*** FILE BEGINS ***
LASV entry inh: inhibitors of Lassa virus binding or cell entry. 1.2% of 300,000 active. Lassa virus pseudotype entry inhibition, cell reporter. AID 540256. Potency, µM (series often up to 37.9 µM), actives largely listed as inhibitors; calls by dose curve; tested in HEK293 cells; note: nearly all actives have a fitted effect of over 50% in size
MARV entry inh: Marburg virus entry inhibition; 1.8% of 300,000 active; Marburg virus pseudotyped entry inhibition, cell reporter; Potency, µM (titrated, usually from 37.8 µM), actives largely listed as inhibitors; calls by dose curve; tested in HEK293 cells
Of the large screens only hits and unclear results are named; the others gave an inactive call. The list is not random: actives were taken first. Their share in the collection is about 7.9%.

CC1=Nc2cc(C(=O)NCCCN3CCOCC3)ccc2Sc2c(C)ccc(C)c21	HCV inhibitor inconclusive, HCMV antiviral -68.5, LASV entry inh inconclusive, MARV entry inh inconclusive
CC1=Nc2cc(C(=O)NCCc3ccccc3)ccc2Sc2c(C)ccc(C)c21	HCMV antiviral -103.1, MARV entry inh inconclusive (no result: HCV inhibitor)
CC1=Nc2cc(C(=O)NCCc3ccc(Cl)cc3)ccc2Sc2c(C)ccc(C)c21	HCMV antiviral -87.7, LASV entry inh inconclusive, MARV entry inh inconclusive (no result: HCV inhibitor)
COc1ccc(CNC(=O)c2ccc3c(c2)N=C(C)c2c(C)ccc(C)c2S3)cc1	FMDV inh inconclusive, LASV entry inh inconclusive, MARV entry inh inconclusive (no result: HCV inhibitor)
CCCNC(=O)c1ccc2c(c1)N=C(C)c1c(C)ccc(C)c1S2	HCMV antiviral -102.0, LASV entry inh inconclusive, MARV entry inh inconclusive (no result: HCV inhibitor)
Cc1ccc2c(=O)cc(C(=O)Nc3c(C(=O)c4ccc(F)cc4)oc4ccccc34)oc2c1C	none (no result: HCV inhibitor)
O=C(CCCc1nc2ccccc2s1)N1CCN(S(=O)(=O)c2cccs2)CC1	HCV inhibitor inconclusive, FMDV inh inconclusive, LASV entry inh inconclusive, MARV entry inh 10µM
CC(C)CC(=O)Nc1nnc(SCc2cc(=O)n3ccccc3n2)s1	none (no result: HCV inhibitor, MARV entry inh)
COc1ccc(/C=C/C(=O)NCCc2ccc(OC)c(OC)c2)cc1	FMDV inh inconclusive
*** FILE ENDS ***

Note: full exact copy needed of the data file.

LASV entry inh: inhibitors of Lassa virus binding or cell entry. 1.2% of 300,000 active. Lassa virus pseudotype entry inhibition, cell reporter. AID 540256. Potency, µM (series often up to 37.9 µM), actives largely listed as inhibitors; calls by dose curve; tested in HEK293 cells; note: nearly all actives have a fitted effect of over 50% in size
MARV entry inh: Marburg virus entry inhibition; 1.8% of 300,000 active; Marburg virus pseudotyped entry inhibition, cell reporter; Potency, µM (titrated, usually from 37.8 µM), actives largely listed as inhibitors; calls by dose curve; tested in HEK293 cells
Of the large screens only hits and unclear results are named; the others gave an inactive call. The list is not random: actives were taken first. Their share in the collection is about 7.9%.

CC1=Nc2cc(C(=O)NCCCN3CCOCC3)ccc2Sc2c(C)ccc(C)c21	HCV inhibitor inconclusive, HCMV antiviral -68.5, LASV entry inh inconclusive, MARV entry inh inconclusive
CC1=Nc2cc(C(=O)NCCc3ccccc3)ccc2Sc2c(C)ccc(C)c21	HCMV antiviral -103.1, MARV entry inh inconclusive (no result: HCV inhibitor)
CC1=Nc2cc(C(=O)NCCc3ccc(Cl)cc3)ccc2Sc2c(C)ccc(C)c21	HCMV antiviral -87.7, LASV entry inh inconclusive, MARV entry inh inconclusive (no result: HCV inhibitor)
COc1ccc(CNC(=O)c2ccc3c(c2)N=C(C)c2c(C)ccc(C)c2S3)cc1	FMDV inh inconclusive, LASV entry inh inconclusive, MARV entry inh inconclusive (no result: HCV inhibitor)
CCCNC(=O)c1ccc2c(c1)N=C(C)c1c(C)ccc(C)c1S2	HCMV antiviral -102.0, LASV entry inh inconclusive, MARV entry inh inconclusive (no result: HCV inhibitor)
Cc1ccc2c(=O)cc(C(=O)Nc3c(C(=O)c4ccc(F)cc4)oc4ccccc34)oc2c1C	none (no result: HCV inhibitor)
O=C(CCCc1nc2ccccc2s1)N1CCN(S(=O)(=O)c2cccs2)CC1	HCV inhibitor inconclusive, FMDV inh inconclusive, LASV entry inh inconclusive, MARV entry inh 10µM
CC(C)CC(=O)Nc1nnc(SCc2cc(=O)n3ccccc3n2)s1	none (no result: HCV inhibitor, MARV entry inh)
COc1ccc(/C=C/C(=O)NCCc2ccc(OC)c(OC)c2)cc1	FMDV inh inconclusive